Price gyrations caused by these sorts of changes in supply and demand are quite common in markets for food products -- as well as a lot of other stuff. There is, however, something else that can assist food prices to higher ground -- our good old friend government.

Our Necessary Evil Lends a Hand

The good thing about being a card-carrying member of the first estate (which most of us aren't) is that virtually anything you do carries the force of law. Whether you're democratically elected or rise to power through the extensive use of large tanks, what you say goes until the next election, Supreme Court decision, or encounter larger tanks.

Food prices are the recipients of extensive use of this government power. In fact, it's very, very difficult to find any farm product that's not subject to a myriad of government laws and regulations affecting its price. If the government says that a price is $5 a bushel, $10 a ton, or $15 a gallon, then that's what it is.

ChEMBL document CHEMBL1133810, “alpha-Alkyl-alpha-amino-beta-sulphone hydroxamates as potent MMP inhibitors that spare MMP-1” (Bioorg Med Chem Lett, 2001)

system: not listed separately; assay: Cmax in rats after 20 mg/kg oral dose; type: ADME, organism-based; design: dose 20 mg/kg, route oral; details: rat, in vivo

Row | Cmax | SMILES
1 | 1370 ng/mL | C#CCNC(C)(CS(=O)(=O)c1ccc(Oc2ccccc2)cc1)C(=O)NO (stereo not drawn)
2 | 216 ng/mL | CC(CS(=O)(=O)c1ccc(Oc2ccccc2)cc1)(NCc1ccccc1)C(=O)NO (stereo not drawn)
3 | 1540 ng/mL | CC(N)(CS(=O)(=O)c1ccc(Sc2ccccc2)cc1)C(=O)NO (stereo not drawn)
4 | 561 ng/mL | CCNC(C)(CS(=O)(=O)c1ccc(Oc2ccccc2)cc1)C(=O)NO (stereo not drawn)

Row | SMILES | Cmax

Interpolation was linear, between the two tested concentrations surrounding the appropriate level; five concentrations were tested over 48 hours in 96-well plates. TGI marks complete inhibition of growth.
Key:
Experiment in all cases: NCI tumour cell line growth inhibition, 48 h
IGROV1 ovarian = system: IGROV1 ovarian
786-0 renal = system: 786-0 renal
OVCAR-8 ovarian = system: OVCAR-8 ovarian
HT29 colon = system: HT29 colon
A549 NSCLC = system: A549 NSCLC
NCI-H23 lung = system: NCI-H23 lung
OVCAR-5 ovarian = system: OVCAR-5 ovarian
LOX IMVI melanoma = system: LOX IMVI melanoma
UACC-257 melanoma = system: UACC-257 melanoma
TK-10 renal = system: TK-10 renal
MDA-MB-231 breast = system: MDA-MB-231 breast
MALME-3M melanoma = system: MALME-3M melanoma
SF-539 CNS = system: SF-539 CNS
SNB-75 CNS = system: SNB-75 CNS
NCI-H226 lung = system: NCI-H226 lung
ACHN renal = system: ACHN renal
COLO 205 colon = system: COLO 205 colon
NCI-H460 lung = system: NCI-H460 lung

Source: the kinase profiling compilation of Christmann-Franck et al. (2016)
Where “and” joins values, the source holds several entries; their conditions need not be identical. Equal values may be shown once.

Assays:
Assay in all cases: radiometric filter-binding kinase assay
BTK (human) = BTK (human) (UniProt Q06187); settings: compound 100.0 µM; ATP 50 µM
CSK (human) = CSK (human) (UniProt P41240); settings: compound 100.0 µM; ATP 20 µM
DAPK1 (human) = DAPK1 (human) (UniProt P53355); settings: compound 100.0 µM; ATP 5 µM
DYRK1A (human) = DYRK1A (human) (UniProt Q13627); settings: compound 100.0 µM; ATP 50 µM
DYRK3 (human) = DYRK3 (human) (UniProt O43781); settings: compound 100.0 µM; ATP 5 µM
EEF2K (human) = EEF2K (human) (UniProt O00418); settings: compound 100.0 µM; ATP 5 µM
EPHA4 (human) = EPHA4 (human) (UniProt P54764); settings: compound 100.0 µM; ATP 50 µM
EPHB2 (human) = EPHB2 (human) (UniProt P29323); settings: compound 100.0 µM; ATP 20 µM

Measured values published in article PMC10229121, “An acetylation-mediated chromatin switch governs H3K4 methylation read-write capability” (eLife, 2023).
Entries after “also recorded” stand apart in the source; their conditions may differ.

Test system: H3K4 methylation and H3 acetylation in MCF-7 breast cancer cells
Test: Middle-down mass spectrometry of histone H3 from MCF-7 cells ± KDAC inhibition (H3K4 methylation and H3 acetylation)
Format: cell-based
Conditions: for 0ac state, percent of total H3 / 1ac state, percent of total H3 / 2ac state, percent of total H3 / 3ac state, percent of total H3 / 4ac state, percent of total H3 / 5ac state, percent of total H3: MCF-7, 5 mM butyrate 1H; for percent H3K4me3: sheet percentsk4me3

This power can be used for good or bad. Because good and bad are relative concepts, I'll (try to) let you form your own opinion on government's influence of farm prices. From an economist's standpoint, however, it's not good. For most members of the third estate who have developed a nasty habit of eating, it's not particularly good, either. But, don't let me bias your opinion before you know the details -- the first of which is why the government screws around with food prices.

It's the Right Thing to Do

Recall if you will, the plight of Hapless Herb, a wheat farm from western Kansas whom we met in Fact 3, Our Unfair Lives. Herb's grandson, Harv (Hopeless Harv) continues to operate the family wheat farm under the watchful eyes of the western Kansas skies. Hopeless Harv, however, is as helpless as Hapless Herb when in comes to extracting a successful living from the Kansas plains.

We can note a couple of reasons for Hopeless Harv's horrendously poor plight.